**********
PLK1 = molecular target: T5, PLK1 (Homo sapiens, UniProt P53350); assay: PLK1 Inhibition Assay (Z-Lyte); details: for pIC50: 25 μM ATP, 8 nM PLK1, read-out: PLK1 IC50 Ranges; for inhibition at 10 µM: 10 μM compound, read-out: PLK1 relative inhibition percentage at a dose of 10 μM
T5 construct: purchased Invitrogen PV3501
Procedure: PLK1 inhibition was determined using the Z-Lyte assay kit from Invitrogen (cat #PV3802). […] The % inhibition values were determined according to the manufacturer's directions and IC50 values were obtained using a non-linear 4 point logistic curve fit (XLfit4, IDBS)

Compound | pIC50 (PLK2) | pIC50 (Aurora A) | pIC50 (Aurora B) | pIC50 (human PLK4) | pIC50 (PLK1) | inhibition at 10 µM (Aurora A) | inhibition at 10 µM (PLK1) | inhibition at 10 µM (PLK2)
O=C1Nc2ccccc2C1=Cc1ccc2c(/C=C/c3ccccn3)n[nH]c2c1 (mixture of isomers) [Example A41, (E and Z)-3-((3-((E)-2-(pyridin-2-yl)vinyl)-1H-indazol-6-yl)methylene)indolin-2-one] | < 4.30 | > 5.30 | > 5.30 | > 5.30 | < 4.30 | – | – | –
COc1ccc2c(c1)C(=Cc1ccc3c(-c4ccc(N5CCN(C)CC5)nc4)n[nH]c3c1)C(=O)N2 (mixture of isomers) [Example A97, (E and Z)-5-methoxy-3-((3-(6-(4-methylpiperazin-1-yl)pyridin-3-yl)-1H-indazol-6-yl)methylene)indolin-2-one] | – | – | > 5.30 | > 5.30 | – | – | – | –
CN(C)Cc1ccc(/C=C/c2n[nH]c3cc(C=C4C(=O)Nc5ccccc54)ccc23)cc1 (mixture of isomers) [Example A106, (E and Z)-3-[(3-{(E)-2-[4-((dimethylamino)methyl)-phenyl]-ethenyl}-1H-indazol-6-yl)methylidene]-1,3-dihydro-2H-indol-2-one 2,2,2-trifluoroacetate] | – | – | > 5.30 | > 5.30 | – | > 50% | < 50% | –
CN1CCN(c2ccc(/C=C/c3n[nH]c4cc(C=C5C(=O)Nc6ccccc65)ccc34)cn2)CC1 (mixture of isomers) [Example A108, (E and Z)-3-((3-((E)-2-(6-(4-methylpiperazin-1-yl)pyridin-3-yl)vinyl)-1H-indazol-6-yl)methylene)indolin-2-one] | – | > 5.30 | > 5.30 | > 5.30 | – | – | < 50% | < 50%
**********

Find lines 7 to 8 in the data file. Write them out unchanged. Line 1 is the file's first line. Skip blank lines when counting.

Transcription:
CN(C)Cc1ccc(/C=C/c2n[nH]c3cc(C=C4C(=O)Nc5ccccc54)ccc23)cc1 (mixture of isomers) [Example A106, (E and Z)-3-[(3-{(E)-2-[4-((dimethylamino)methyl)-phenyl]-ethenyl}-1H-indazol-6-yl)methylidene]-1,3-dihydro-2H-indol-2-one 2,2,2-trifluoroacetate] | – | – | > 5.30 | > 5.30 | – | > 50% | < 50% | –
CN1CCN(c2ccc(/C=C/c3n[nH]c4cc(C=C5C(=O)Nc6ccccc65)ccc34)cn2)CC1 (mixture of isomers) [Example A108, (E and Z)-3-((3-((E)-2-(6-(4-methylpiperazin-1-yl)pyridin-3-yl)vinyl)-1H-indazol-6-yl)methylene)indolin-2-one] | – | > 5.30 | > 5.30 | > 5.30 | – | – | < 50% | < 50%